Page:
The Offwidth A to Z of Climbing: ‘A’

Climbing can be a pretty jargon heavy activity and even the most experienced climber will sometimes come across a term they haven’t heard before. Fortunately we decided to produce an accurate and informative dictionary of definitions for the confused climber; unfortunately The Offwidth beat us to it. Here’s their take, starting with ‘A’.


Abalakov Thread – A type of anchor used in ice climbing. More secure than most ice climbing anchors. (In the same way that sellotape is stronger than blue tac.)

Abalakov Threader – The tool used to construct an Abalakov Thread (along with an ice screw). Not to be confused with ‘Abolokov’, the latter being the injury one sustains from sitting on an Abalakov Threader.


Abseil– The climbing equivalent of the walk of shame. A technique used to extract oneself from an awkward situation, usually after making a big mistake. Also used in sea cliff climbing to get oneself into an awkward situation in the hope that getting back out of it will be enjoyable.


Adze– The business end of an ice axe. Used to climb ice and persuade climbing partners to lead certain pitches. Also used to scare off yetis.


Aid Climbing– The stair lift of rock climbing. Often shortened to Stannah climbing i.e.…

Climber 1: “Bloody hell that next pitch looks difficult! Do you fancy trying it?”

Climber 2: “Nah it looks way too hard. We’ll have to Stannah it.”


Alpine Climbing– A form of climbing involving fear, cold, hunger and waking up in the middle of the night. To simulate the experience wait until the next time you wake up from a nightmare then stumble into your kitchen and sit in an empty fridge. Strangely addictive.


Anchor– The collective term for the gear being used to hold a climber to the rock to form a belay. Depending on the route this can be anything from two solid bolts backed up with a bomber sling to a wobbly RP backed up with an appeal to any/all relevant deities.


Approach-Literally translates as “moan walk”, later developed into Michael Jackson’s “moon walk”. The period of whingeing before going climbing, often accompanied by a short walk. Symptoms are particularly common in sport climbers.


Arête– A ridge of rock sticking out of a crag. Famous for high levels of exposure. Depending on the climber this leads to them being conquered in a series of exhilarating and airy moves or survived via a combination of rock hugging and whimpering.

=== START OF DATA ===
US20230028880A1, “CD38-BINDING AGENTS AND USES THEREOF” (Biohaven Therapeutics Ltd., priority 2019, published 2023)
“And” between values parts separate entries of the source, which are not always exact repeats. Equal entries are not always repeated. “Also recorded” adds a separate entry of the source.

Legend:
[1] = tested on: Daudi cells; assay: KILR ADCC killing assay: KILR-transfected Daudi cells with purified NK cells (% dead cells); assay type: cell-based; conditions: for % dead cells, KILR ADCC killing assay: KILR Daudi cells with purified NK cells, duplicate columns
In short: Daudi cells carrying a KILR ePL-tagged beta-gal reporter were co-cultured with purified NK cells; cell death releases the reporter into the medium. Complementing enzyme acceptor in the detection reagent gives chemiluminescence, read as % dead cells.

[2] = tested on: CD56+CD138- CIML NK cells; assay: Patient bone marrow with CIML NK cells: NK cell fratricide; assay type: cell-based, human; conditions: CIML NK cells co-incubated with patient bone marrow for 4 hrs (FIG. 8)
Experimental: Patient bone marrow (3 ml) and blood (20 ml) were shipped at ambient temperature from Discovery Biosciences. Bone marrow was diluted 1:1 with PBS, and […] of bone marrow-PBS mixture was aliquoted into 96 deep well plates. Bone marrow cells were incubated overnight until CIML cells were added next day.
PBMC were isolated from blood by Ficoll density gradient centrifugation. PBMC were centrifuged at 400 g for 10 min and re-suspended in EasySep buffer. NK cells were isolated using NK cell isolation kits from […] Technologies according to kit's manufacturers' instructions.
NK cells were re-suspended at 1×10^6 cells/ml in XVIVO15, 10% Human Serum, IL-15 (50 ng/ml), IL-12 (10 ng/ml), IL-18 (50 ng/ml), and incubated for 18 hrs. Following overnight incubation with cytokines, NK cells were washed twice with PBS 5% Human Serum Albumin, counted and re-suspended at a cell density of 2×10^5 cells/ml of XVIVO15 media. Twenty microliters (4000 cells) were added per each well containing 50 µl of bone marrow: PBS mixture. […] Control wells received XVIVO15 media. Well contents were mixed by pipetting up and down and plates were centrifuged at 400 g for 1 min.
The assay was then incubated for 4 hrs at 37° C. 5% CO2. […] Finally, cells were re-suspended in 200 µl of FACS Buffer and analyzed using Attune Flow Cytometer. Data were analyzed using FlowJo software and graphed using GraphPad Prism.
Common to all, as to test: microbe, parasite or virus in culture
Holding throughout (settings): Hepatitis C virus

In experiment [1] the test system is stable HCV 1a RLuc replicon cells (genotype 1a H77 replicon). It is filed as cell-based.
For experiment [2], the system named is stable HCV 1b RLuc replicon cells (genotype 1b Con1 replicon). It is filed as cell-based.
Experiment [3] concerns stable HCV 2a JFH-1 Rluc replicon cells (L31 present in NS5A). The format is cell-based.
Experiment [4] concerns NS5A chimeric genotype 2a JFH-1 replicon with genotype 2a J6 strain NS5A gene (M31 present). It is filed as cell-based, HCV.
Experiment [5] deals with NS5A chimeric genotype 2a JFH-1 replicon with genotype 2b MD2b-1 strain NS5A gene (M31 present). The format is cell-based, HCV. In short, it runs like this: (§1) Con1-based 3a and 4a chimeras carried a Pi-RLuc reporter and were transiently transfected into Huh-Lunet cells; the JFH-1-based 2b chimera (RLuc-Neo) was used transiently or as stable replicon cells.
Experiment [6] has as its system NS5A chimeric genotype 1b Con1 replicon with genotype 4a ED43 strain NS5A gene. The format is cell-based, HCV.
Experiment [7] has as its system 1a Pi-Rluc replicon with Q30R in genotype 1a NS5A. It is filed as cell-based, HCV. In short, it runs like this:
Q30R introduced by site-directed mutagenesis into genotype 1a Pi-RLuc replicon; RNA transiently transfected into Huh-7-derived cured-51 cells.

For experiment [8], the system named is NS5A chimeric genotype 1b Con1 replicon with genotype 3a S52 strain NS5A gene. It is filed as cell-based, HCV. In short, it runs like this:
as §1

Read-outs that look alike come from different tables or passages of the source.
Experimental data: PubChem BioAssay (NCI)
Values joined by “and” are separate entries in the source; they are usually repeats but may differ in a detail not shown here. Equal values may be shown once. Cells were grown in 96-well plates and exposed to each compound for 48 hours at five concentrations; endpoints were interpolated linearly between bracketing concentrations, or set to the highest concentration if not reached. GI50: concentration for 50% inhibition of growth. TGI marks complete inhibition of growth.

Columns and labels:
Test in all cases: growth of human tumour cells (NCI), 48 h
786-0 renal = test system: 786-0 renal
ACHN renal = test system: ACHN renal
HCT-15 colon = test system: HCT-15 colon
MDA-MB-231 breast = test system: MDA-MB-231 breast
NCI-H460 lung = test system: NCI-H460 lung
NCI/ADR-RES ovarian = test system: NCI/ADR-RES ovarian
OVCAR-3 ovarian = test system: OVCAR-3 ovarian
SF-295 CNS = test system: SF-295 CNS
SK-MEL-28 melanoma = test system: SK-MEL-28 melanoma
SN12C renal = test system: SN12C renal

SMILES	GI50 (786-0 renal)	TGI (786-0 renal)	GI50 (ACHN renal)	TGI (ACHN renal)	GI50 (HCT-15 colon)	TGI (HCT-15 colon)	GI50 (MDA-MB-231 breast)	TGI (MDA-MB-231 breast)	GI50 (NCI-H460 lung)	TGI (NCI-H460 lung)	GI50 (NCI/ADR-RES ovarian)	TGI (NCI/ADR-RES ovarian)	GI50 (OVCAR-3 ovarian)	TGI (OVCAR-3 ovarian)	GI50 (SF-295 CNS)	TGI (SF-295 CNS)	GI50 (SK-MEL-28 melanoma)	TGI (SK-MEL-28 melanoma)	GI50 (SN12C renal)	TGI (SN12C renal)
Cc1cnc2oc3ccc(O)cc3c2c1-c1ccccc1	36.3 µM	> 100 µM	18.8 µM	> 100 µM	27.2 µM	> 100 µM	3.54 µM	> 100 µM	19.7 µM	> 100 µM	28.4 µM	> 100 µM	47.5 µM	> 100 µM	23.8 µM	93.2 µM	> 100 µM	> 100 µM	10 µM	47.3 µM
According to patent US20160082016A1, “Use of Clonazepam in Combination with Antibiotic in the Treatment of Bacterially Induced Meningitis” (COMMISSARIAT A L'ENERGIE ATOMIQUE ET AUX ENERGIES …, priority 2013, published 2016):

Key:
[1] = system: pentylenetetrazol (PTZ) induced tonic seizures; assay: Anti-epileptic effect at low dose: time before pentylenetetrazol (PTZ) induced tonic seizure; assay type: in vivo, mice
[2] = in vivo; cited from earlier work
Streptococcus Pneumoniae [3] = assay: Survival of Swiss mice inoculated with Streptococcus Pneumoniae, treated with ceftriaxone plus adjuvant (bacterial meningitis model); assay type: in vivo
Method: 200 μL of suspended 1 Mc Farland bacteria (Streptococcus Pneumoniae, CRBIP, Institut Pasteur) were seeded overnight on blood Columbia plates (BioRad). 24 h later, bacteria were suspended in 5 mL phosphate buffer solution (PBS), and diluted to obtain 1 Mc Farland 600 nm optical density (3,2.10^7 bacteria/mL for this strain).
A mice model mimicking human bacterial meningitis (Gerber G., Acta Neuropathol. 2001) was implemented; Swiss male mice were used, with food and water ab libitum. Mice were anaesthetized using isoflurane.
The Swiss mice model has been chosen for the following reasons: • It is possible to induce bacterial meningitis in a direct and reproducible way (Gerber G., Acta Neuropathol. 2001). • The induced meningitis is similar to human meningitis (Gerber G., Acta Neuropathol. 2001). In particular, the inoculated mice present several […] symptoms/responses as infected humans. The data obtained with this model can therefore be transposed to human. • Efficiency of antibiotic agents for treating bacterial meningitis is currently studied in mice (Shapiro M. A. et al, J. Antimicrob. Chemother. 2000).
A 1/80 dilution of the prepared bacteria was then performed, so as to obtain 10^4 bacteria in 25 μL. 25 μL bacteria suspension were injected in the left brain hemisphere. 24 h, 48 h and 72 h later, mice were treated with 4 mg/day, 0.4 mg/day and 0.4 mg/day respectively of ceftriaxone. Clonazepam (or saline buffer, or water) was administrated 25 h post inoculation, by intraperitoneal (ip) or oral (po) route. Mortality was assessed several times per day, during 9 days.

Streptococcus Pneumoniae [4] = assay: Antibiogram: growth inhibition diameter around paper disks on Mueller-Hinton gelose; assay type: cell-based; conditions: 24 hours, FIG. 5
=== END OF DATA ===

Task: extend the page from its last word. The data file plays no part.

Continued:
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Tri-Cams :The Hidden Menace

For decades British trad crags have maintained some of the world’s strictest climbing ethics. We refrain from using fixed gear to keep the spirit of adventure and avoid altering the natural beauty of the landscapes that play host to our climbing exploits. The Offwidth feels that now is the time to talk about the one form of fixed gear that has so far slipped under the radar. Tri Cams.

The Offwidth secured an interview with one disgruntled second Tom Hayes to discuss the issues around tri cam use. “It’s not on is it?” says Tom. “It’s all fine for the leader who places the tri cam, but has she thought about her poor second who has to get the bloody thing out? No of course she hasn’t.”

“A bolt will rust in a couple of decades and the hole it leaves will have eroded in a few million years. You call that fixed gear? That’s nothing compared to how long I’ve spent trying to remove tri cams from limestone pockets.”

“I don’t see what all the fuss is.” says Tom’s leader and tri cam fan Sarah Green. “You just give them a prod, then a quick flick and out they come.”

We read this quote to Tom who promptly turned a funny shade or red and started frothing at the mouth. “A prod and a flick?! That’s just a myth leaders like to repeat to ease their guilty conscience, don’t listen to a word of it. Us seconds know the truth. The only way to remove a tri cam is to howl and swear at it whilst stabbing at it with a nice sharp nut key. Eventually your bloody knuckles and tears of frustration will work up enough lubrication to slide the bastard out sideways.”

It’s not just seconds who are at risk from tri cams. Research from The Offwidth Institute suggests that as many as 78% of leaders who use tri cams have formed an unhealthy attachment to one or more tri cam. This figure rises to a staggering 98% when ‘users’ are asked to choose a favourite between their ‘Pink 0.5’ and their spouse.

We showed Tom these figures and asked if it’s something he’s noticed. “Oh yes definitely” he replied. “Only last weekend I picked up Sarah’s 0.5 without asking and she hissed at me and screamed “My Precious” with a fiery look in her eyes.”

“There’s nothing unusual about how often I place tri cams” maintains Sarah. “I can stop whenever I want…”


The Offwidth recommends that tri cams are phased out of use with immediate effect. We also call on the BMC to provide support for traumatised seconds and heavy tri cam users.



If you enjoy any of the content on ClimbOn! we’d be really grateful if you’d consider donating to CAC. To donate hit “Donate” in the menu. Thanks.